But, times like these call for drastic measures and so the state of virtual emergency has been declared and governments everywhere are using ICT to track citizens’ every move. It is obvious to believe that these drastic measures will fade once we have dealt with the present crisis.

But all that human experience teaches us is that abrupt change comes in the times of great crisis as short term measures. It comes in the name of empowering the nation for the citizens but it sticks around empowering the state against the citizens. The American surveillance state which came in the wake of 9/11 is an apt example of this.

But this surveillance state is an inevitable happenstance, given the rate of growth in digital technologies, their exponentially increasing reach among the masses and the slow-paced rate of legislation to curve their invasive reach into people’s lives so far. We all already live in the world of pervasive corporate surveillance. But this present crisis will provide governments around the globe with the excuse to appropriate for themselves these corporate tools of mass surveillance.

It would have eventually happened but tragedies like the current one may just accelerate their rate of approach. Once we’ve dealt with this unfortunate pandemic at our hands, then we will begin the slow and surreptitious work of time. This here is that remarkable, headline-making event but soon after the steady, unobtrusive manoeuvre in stealth will begin. This manoeuvre in stealth must become visible on the public radar lest we endanger creating another big divide between two different generations.

From a society that worships its privacy and individual space to one that is happily letting the government sit in its bedroom is not that big a leap. All it needs is a regime ready to pounce on citizens’ right while the latter snores smilingly.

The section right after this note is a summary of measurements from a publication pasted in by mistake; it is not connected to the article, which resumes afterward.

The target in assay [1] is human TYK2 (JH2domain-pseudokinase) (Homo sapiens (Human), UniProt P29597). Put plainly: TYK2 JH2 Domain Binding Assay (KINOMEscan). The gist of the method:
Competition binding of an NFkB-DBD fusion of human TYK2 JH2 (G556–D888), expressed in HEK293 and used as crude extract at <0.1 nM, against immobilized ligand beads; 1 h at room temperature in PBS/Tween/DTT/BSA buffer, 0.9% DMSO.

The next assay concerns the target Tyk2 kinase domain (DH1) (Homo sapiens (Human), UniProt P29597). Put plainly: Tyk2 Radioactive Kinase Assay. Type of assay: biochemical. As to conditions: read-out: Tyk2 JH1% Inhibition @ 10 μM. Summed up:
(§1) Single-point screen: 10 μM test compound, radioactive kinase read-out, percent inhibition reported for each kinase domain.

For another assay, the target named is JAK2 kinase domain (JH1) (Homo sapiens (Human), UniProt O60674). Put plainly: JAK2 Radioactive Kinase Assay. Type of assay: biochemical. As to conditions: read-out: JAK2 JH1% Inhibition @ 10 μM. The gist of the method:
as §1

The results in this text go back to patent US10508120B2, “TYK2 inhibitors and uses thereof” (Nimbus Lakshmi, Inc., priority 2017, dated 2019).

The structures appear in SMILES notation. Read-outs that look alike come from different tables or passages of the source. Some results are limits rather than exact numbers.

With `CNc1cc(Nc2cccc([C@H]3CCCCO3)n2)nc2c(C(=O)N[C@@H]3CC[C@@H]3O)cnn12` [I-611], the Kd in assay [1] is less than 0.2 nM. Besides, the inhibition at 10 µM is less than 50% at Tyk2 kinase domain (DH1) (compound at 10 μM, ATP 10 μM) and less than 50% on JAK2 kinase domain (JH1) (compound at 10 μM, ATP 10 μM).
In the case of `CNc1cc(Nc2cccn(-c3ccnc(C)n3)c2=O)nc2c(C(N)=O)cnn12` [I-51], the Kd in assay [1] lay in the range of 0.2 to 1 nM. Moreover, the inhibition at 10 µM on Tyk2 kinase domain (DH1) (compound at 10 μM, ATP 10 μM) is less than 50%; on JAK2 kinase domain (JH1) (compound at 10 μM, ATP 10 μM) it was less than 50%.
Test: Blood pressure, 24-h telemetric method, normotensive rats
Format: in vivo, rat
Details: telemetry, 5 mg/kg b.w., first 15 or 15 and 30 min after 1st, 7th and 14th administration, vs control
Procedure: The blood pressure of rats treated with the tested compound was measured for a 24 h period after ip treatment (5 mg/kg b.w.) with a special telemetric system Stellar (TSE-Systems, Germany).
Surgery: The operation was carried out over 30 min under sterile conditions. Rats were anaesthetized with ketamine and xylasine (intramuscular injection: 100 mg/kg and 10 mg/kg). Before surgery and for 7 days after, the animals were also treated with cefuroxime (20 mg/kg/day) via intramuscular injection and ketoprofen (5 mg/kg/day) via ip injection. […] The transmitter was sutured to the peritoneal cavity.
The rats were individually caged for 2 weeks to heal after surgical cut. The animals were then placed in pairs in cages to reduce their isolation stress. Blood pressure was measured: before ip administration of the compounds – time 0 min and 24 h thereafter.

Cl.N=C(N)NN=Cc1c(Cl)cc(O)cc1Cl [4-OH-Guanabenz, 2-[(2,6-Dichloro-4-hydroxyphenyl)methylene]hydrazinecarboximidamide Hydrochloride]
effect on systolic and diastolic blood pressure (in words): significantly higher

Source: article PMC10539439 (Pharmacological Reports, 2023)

Don’t sleep. Be vigilant, for they will come promising good times and unseen benefits for all.

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An ambassador and trained facilitator under Eco Femme (a social enterprise working towards menstrual health in south India), Sanjina is also an active member of the MHM Collective- India and Menstrual Health Alliance- India. She has conducted Menstrual Health sessions in multiple government schools adopted by Rotary District 3240 as part of their WinS project in rural Bengal. She has also delivered training of trainers on SRHR, gender, sexuality and Menstruation for Tomorrow’s Foundation, Vikramshila Education Resource Society, Nirdhan trust and Micro Finance, Tollygunj Women In Need, Paint It Red in Kolkata.

Now as an MH Fellow with YKA, she’s expanding her impressive scope of work further by launching a campaign to facilitate the process of ensuring better menstrual health and SRH services for women residing in correctional homes in West Bengal. The campaign will entail an independent study to take stalk of the present conditions of MHM in correctional homes across the state and use its findings to build public support and political will to take the necessary action.

Saurabh has been associated with YKA as a user and has consistently been writing on the issue MHM and its intersectionality with other issues in the society. Now as an MHM Fellow with YKA, he’s launched the Right to Period campaign, which aims to ensure proper execution of MHM guidelines in Delhi’s schools.

The long-term aim of the campaign is to develop an open culture where menstruation is not treated as a taboo. The campaign also seeks to hold the schools accountable for their responsibilities as an important component in the implementation of MHM policies by making adequate sanitation infrastructure and knowledge of MHM available in school premises.

Read more about his campaign.